|Date of Birth||September 29, 1883|
|Place of Birth||Manchester, Lancashire|
|Religion||Church of England|
|Battalion||2/10 Battalion, Manchester Regiment|
|Enlisted / Conscripted||Enlisted|
|Place of Enlistment||Manchester, Lancashire, England|
|Age at Enlistment||32|
|Theatre of Service||Great Britain|
|Prisoner of War||No|
|Date of Death||July 19, 1963|
|Age at Death||80|
|Buried At||Lake of the Woods Cemetery, Kenora, Ontario|
George Herbert Staveley was born on 29 September 1883 in Manchester, Lancashire, England. Their first born child, his parents George, an engine fitter, and Jane Ann (née Johnson) Staveley were both from Manchester. Other children born to the family were Annie Beatrice (1884) and John (1886). By the 1891 England census George Sr had died and Jane’s two sisters had come to live with the family. Jane married Peter James Appleyard in 1897; he died two years later. Jane provided for the family as a beer seller (pub).
During the third quarter of 1908 George married Jane Hulmes. Also born in Manchester, Jane was the daughter of Thomas and Martha (née Pennington) Hulmes. The 1911 England census found George and Jane living on Hartley Street in Levenshulme, Manchester where George was working as a speculation pattern man in a shippers warehouse of cotton goods. Their first child, Graham Herbert, was born in 1912, followed by another son, Norman in 1915.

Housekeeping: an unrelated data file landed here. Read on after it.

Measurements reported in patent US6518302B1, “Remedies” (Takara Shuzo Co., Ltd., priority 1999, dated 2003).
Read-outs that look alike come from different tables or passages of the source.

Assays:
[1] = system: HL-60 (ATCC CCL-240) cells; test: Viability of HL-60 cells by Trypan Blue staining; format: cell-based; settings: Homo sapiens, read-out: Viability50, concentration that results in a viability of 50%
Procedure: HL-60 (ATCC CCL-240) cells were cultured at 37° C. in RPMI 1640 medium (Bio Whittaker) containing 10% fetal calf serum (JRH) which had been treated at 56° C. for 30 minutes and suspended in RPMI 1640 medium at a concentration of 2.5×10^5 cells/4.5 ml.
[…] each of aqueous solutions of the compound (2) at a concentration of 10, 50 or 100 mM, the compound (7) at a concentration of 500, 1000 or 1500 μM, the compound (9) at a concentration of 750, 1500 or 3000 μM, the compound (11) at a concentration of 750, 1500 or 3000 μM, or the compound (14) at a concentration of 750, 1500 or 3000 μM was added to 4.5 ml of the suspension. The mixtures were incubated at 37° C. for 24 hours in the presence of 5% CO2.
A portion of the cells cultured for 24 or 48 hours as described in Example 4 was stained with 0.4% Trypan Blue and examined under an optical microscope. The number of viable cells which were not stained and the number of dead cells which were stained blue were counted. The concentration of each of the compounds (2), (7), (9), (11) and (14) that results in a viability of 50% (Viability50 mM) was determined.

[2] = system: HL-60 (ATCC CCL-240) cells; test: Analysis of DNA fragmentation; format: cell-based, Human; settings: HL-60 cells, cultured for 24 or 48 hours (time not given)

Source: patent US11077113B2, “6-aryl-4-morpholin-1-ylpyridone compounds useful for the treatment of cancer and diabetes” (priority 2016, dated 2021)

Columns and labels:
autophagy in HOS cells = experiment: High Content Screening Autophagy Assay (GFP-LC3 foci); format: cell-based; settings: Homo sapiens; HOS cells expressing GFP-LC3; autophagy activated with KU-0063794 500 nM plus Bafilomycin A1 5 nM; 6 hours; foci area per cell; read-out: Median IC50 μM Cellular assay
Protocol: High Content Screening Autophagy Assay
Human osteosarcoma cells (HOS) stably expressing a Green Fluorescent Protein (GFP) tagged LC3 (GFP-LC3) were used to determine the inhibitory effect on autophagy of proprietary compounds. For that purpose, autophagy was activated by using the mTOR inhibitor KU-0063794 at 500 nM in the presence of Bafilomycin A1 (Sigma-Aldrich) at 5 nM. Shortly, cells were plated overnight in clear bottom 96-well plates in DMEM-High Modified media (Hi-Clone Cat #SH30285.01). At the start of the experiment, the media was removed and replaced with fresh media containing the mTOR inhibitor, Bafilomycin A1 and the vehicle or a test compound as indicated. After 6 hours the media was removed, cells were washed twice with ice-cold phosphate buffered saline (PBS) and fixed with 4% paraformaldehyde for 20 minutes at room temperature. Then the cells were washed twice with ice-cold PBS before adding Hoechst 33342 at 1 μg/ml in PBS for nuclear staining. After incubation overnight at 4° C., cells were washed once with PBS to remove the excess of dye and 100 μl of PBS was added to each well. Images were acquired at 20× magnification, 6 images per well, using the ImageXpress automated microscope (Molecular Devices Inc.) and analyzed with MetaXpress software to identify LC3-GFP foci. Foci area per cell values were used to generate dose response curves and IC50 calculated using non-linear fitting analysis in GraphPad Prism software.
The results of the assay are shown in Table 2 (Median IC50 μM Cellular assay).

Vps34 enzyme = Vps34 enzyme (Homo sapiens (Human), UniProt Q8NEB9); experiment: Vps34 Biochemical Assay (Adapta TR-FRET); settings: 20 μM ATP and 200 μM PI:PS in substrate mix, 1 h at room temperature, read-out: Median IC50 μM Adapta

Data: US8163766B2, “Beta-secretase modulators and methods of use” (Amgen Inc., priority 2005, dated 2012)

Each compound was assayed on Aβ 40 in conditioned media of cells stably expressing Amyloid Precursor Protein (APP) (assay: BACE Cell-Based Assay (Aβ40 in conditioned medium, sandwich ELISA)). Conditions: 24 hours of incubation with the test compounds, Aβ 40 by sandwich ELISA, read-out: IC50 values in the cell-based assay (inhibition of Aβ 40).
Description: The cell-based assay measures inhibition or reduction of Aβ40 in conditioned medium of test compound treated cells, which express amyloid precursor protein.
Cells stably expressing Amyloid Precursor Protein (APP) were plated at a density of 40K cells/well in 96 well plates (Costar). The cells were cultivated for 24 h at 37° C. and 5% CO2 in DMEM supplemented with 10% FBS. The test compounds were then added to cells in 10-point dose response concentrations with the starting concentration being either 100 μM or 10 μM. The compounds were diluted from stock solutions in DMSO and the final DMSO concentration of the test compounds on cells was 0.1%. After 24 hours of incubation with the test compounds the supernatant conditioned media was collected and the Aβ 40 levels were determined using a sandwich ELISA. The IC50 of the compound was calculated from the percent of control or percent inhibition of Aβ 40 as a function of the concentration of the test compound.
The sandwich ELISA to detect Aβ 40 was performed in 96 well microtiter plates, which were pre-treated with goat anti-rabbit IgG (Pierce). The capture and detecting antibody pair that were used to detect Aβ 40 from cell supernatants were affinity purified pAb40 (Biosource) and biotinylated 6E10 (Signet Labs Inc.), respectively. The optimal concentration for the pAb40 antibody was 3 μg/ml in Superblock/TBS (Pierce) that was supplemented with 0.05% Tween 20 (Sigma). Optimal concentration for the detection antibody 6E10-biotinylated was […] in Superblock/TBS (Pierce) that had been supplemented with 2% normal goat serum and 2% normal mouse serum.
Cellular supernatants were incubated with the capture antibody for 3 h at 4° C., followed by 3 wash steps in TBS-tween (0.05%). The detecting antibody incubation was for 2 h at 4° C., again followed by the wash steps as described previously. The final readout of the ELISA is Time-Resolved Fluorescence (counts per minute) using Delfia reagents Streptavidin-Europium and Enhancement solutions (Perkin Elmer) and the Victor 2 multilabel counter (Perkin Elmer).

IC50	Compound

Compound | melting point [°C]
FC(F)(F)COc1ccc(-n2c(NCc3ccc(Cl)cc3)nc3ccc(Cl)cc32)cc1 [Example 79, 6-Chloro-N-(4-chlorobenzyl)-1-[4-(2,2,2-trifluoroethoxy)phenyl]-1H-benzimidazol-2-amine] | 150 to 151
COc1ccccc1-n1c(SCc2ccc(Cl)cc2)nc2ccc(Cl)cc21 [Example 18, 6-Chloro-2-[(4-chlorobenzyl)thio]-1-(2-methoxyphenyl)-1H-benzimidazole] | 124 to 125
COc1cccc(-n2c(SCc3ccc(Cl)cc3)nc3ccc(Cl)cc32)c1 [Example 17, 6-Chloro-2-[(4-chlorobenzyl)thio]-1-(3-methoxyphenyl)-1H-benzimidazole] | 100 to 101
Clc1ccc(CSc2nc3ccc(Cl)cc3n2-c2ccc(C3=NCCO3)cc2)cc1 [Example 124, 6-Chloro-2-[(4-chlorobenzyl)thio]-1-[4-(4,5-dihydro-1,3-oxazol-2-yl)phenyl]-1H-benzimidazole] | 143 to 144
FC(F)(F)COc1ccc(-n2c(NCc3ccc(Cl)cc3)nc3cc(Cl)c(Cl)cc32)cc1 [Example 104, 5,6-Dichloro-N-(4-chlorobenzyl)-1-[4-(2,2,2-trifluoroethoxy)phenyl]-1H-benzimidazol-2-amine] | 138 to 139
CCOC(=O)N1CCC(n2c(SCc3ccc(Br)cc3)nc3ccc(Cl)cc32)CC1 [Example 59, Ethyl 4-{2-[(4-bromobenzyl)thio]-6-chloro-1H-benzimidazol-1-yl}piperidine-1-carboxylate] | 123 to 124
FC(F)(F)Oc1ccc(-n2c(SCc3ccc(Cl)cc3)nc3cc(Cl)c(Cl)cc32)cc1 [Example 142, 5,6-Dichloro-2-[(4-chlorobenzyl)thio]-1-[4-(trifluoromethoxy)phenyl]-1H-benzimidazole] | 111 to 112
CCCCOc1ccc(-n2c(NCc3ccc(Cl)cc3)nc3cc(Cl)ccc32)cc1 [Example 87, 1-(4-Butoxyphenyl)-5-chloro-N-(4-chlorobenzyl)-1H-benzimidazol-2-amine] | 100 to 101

According to his Canadian Legion application form, George enlisted with the 2/10th Battalion of the Manchester Regiment on 24 July 1916 and served in England until 24 August 1918, discharged at Ripon, Yorkshire. Other details of his service are not known.
Jane’s mother and most of her siblings had immigrated to Canada in 1913, settling in Kenora, Ontario. George, Jane, and the two boys were found on the passenger list of the Corsican that arrived in St John, New Brunswick in April of 1919. They too were to make Kenora their home. For the 1921 Canada census the family was living on Second Street and George was working as a labourer at the box factory. Another child was later born to the family, a daughter, Muriel.
According to his obituary George entered the service of the Canadian Pacific Railway as a labourer and fitter’s helper shortly after arriving in Canada and became a storeman in 1923. He retired in 1948. He was a member of the Kenora Branch of the Canadian Legion, the Brotherhood of Railway and Steamship Clerks, and St Alban’s Pro Cathedral.
Predeceased by his wife Jane in 1958, George died on 19 July 1963 in the Kenora General Hospital. Along with Jane, he is interred in the Lake of the Woods Cemetery, Kenora. At the time of his death he was survived by sons Graham and Norman and daughter Muriel Young, all of Kenora.
by Judy Stockham
1916 newspaper article about the Hulmes family provided by Gail Hulmes-Backsai